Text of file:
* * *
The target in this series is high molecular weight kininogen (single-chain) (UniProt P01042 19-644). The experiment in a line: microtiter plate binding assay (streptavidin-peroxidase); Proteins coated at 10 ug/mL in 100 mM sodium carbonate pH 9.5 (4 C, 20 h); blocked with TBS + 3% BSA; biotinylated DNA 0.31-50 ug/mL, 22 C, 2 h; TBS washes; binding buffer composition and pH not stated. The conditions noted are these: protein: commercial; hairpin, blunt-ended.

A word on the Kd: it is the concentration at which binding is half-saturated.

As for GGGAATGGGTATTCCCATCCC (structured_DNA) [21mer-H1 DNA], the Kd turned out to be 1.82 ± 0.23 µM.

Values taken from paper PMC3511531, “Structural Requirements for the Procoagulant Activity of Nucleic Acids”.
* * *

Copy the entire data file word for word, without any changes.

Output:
The target in this series is high molecular weight kininogen (single-chain) (UniProt P01042 19-644). The experiment in a line: microtiter plate binding assay (streptavidin-peroxidase); Proteins coated at 10 ug/mL in 100 mM sodium carbonate pH 9.5 (4 C, 20 h); blocked with TBS + 3% BSA; biotinylated DNA 0.31-50 ug/mL, 22 C, 2 h; TBS washes; binding buffer composition and pH not stated. The conditions noted are these: protein: commercial; hairpin, blunt-ended.

A word on the Kd: it is the concentration at which binding is half-saturated.

As for GGGAATGGGTATTCCCATCCC (structured_DNA) [21mer-H1 DNA], the Kd turned out to be 1.82 ± 0.23 µM.

Values taken from paper PMC3511531, “Structural Requirements for the Procoagulant Activity of Nucleic Acids”.